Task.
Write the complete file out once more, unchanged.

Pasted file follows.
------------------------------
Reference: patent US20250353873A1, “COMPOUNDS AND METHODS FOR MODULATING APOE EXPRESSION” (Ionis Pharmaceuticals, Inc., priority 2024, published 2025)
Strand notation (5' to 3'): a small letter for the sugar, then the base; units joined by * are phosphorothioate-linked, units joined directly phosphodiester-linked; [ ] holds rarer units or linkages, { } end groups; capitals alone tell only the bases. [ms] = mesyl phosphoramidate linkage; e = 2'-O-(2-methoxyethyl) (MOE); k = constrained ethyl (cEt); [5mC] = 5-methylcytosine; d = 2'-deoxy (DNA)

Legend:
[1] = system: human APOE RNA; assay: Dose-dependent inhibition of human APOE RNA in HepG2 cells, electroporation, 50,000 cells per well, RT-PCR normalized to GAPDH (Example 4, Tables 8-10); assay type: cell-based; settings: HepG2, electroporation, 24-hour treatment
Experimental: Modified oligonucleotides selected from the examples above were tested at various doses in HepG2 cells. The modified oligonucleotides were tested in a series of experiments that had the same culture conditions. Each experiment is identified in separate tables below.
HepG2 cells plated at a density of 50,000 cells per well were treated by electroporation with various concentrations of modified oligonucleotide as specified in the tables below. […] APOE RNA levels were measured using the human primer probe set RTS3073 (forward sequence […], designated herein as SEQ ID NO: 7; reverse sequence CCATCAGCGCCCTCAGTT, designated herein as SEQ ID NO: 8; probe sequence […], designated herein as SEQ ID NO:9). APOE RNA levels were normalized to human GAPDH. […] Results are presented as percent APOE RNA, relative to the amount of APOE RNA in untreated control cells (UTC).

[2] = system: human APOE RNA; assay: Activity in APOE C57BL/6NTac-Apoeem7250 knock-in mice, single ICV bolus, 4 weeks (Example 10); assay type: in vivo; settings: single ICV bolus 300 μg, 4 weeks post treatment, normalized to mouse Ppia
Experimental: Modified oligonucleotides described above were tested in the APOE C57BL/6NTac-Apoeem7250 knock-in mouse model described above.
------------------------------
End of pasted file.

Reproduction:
Reference: patent US20250353873A1, “COMPOUNDS AND METHODS FOR MODULATING APOE EXPRESSION” (Ionis Pharmaceuticals, Inc., priority 2024, published 2025)
Strand notation (5' to 3'): a small letter for the sugar, then the base; units joined by * are phosphorothioate-linked, units joined directly phosphodiester-linked; [ ] holds rarer units or linkages, { } end groups; capitals alone tell only the bases. [ms] = mesyl phosphoramidate linkage; e = 2'-O-(2-methoxyethyl) (MOE); k = constrained ethyl (cEt); [5mC] = 5-methylcytosine; d = 2'-deoxy (DNA)

Legend:
[1] = system: human APOE RNA; assay: Dose-dependent inhibition of human APOE RNA in HepG2 cells, electroporation, 50,000 cells per well, RT-PCR normalized to GAPDH (Example 4, Tables 8-10); assay type: cell-based; settings: HepG2, electroporation, 24-hour treatment
Experimental: Modified oligonucleotides selected from the examples above were tested at various doses in HepG2 cells. The modified oligonucleotides were tested in a series of experiments that had the same culture conditions. Each experiment is identified in separate tables below.
HepG2 cells plated at a density of 50,000 cells per well were treated by electroporation with various concentrations of modified oligonucleotide as specified in the tables below. […] APOE RNA levels were measured using the human primer probe set RTS3073 (forward sequence […], designated herein as SEQ ID NO: 7; reverse sequence CCATCAGCGCCCTCAGTT, designated herein as SEQ ID NO: 8; probe sequence […], designated herein as SEQ ID NO:9). APOE RNA levels were normalized to human GAPDH. […] Results are presented as percent APOE RNA, relative to the amount of APOE RNA in untreated control cells (UTC).

[2] = system: human APOE RNA; assay: Activity in APOE C57BL/6NTac-Apoeem7250 knock-in mice, single ICV bolus, 4 weeks (Example 10); assay type: in vivo; settings: single ICV bolus 300 μg, 4 weeks post treatment, normalized to mouse Ppia
Experimental: Modified oligonucleotides described above were tested in the APOE C57BL/6NTac-Apoeem7250 knock-in mouse model described above.